In D.C., expulsion is rare — except at charters

Washington D.C.charter schools expel students at far higher rates than district-run schools, reports the Washington Post.

During the 2011-12 school year, when charters enrolled 41 percent of the city’s students, they removed 227 children for discipline violations and had an expulsion rate of 72 per 10,000 students; the District school system removed three and had an expulsion rate of less than 1 per 10,000 students.

While two-thirds of charters recorded no expulsions, a charter for drop-outs expelled 30 students — nearly a third of enrollment — and another expelled 5 percent of its students.

In her senior year, Elsie Mayo was forced out of Thurgood Marshall Academy, a high-performing charter school, for coming to school drunk, talking back to a teacher and pulling a false fire alarm. She finished the year at Anacostia High School and qualified for $70,000 in scholarships to attend Simmons College in Boston, where she’s studying math and computer science. Thurgood Marshall counselors told her how to get the scholarship aid, she says in the video (below).

The D.C. school system relies heavily on long-term suspensions and involuntary transfers. It also runs alternative middle and high schools for badly behaved students. There’s talk of creating an alternative school for charter students who can’t behave in class.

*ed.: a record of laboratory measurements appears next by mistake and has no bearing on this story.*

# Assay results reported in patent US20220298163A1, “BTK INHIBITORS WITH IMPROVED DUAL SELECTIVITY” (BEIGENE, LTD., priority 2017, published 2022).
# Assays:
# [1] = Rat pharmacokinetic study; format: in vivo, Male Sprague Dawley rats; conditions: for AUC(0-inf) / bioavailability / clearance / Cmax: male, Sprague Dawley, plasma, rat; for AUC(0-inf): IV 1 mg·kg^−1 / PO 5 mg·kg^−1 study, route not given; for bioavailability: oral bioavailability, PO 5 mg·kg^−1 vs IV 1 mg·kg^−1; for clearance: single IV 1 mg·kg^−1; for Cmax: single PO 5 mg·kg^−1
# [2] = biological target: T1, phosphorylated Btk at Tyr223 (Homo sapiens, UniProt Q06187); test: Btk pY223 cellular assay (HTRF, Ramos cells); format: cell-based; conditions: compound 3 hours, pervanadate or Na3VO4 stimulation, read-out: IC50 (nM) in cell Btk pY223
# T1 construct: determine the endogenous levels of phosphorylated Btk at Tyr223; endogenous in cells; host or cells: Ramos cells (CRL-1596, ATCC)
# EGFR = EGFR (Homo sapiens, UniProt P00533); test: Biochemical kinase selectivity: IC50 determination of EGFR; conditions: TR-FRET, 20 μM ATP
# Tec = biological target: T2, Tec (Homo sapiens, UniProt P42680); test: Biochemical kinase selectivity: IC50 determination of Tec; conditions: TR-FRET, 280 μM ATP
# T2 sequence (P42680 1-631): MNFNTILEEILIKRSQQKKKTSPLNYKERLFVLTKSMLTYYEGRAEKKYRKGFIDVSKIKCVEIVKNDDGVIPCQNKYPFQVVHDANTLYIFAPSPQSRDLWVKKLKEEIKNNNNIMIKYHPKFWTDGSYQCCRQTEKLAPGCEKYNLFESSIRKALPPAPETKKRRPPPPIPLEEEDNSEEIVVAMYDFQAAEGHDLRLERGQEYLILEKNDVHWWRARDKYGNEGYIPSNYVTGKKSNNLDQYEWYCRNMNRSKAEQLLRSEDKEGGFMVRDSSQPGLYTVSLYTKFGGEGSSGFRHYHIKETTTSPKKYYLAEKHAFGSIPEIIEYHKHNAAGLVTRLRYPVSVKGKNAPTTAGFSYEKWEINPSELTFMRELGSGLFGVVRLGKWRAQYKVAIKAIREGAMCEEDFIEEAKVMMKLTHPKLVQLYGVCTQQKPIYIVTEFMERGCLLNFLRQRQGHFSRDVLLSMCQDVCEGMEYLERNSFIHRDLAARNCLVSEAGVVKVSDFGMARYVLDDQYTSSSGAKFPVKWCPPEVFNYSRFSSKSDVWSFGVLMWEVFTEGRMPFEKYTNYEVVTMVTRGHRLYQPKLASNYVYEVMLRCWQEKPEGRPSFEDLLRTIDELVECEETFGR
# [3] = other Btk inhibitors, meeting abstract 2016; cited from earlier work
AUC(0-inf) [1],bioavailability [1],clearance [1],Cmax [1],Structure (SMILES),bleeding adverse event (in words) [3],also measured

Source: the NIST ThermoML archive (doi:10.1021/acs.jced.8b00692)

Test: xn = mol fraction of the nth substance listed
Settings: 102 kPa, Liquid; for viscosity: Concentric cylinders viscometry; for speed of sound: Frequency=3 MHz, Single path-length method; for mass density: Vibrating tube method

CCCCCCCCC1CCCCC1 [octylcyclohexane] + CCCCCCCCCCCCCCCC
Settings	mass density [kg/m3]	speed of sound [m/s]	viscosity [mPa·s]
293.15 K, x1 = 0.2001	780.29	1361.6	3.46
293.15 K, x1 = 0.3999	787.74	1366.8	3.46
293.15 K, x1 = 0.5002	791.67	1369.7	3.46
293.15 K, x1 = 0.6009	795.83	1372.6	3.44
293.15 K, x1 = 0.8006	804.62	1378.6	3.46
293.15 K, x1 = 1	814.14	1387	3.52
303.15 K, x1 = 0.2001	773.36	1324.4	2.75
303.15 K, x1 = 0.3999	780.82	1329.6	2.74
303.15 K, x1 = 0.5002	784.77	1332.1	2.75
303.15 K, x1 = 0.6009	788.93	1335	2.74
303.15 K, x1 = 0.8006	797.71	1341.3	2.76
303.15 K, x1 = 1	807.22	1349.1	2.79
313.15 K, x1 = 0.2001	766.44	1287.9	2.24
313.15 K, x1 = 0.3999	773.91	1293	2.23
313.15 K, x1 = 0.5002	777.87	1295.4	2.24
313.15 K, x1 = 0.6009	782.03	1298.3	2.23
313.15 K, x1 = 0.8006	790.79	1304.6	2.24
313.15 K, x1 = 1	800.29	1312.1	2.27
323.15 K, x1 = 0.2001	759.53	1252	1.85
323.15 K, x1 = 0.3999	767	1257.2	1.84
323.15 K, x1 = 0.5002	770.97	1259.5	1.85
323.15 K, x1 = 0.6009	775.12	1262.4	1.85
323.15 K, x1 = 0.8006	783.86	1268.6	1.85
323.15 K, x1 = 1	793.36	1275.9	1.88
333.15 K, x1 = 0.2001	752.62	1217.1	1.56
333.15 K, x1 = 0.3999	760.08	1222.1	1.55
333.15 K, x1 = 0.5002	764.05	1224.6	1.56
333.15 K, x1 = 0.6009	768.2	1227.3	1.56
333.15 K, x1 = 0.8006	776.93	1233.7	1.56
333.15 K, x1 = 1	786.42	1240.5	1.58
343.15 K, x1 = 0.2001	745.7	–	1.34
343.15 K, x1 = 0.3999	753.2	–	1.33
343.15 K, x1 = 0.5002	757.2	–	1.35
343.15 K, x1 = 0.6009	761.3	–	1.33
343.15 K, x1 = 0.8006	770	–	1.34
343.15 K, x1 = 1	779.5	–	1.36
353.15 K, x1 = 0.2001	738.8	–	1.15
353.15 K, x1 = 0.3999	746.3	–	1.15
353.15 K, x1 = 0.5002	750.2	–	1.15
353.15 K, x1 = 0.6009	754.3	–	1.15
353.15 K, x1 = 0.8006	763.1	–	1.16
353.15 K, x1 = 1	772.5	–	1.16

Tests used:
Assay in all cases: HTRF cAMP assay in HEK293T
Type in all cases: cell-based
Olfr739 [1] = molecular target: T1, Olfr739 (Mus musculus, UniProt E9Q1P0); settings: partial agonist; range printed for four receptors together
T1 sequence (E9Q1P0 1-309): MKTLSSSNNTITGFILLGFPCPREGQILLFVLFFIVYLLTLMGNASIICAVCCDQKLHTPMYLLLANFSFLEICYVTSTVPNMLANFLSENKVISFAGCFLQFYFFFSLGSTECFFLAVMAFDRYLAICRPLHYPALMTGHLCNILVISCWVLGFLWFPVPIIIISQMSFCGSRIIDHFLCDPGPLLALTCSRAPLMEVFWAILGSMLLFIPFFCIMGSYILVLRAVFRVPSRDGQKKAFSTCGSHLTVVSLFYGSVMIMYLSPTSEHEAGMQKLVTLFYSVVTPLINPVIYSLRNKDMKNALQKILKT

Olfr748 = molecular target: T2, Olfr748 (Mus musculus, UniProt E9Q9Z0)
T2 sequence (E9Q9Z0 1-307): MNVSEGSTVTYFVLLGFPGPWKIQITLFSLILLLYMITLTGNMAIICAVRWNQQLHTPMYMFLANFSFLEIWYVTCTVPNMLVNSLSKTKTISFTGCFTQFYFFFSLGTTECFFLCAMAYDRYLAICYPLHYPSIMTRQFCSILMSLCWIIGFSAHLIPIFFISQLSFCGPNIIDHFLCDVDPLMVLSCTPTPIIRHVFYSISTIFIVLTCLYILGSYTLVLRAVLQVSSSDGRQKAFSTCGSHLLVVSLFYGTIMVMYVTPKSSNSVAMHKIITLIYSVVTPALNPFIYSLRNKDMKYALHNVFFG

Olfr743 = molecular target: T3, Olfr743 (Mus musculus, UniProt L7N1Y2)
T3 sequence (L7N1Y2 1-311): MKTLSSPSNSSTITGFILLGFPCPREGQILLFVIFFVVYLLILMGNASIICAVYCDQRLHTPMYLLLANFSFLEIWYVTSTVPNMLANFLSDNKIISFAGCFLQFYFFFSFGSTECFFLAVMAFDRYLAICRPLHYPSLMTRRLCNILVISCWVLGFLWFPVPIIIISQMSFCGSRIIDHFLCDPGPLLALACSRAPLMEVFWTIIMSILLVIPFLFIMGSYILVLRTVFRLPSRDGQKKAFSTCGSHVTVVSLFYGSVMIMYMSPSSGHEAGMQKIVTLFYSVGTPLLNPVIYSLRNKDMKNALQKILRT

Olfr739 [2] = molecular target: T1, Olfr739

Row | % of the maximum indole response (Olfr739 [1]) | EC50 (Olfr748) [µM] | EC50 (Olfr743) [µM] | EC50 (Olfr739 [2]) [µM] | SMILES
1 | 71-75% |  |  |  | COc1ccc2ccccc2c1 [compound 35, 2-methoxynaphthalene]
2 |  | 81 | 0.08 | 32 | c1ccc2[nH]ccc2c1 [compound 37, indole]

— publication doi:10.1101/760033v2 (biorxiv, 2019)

Scott Pearson, executive director of the D.C. Public Charter School Board, hopes to reduce expulsions.

A few weeks after taking the charter board’s helm, Pearson released two years of discipline data. In August, the charter board published an additional year’s worth of numbers.

It already has had a “profound effect,” with charter expulsion rates dropping 25 to 30 percent so far this school year, Pearson said.

Schools are “taking a new look at their discipline procedures, and in many cases have modified their discipline procedures significantly to reduce the number of suspensions and expulsions,” he said.

However, Pearson doesn’t want charters to abandon expulsion for students who are dangerous or disruptive. Parents interviewed in the Post‘s video agree that safety is important.

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